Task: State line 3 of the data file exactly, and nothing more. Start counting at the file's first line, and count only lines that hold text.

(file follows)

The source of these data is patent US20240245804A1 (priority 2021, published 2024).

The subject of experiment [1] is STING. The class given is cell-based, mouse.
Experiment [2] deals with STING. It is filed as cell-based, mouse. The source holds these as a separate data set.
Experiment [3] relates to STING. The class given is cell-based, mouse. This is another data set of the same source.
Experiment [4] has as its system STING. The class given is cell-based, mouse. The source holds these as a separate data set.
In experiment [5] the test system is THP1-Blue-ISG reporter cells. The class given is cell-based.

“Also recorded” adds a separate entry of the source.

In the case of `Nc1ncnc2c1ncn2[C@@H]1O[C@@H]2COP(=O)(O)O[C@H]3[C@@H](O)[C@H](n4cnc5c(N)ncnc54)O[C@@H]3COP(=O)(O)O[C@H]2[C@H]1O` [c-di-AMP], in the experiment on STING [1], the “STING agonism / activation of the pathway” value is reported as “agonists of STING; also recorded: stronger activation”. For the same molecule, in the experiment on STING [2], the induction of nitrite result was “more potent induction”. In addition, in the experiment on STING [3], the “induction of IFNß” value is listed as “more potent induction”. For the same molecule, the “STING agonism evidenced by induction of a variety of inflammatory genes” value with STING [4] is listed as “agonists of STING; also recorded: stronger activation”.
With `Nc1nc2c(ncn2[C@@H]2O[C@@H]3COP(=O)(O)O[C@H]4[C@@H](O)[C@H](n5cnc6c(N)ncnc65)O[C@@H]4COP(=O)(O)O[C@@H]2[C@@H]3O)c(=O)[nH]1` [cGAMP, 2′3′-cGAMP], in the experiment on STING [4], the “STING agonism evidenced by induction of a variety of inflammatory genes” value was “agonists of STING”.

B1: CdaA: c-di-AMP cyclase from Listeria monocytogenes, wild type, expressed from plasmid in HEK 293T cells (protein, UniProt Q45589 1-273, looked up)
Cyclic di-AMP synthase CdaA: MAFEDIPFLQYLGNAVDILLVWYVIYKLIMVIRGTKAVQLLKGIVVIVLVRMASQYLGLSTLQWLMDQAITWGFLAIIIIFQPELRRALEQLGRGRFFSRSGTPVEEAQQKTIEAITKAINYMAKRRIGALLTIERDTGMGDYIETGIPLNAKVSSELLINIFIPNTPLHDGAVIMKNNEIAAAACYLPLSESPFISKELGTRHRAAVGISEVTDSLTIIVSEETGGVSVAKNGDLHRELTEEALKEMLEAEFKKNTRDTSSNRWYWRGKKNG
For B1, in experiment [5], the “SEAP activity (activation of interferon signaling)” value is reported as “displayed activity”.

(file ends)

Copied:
Experiment [2] deals with STING. It is filed as cell-based, mouse. The source holds these as a separate data set.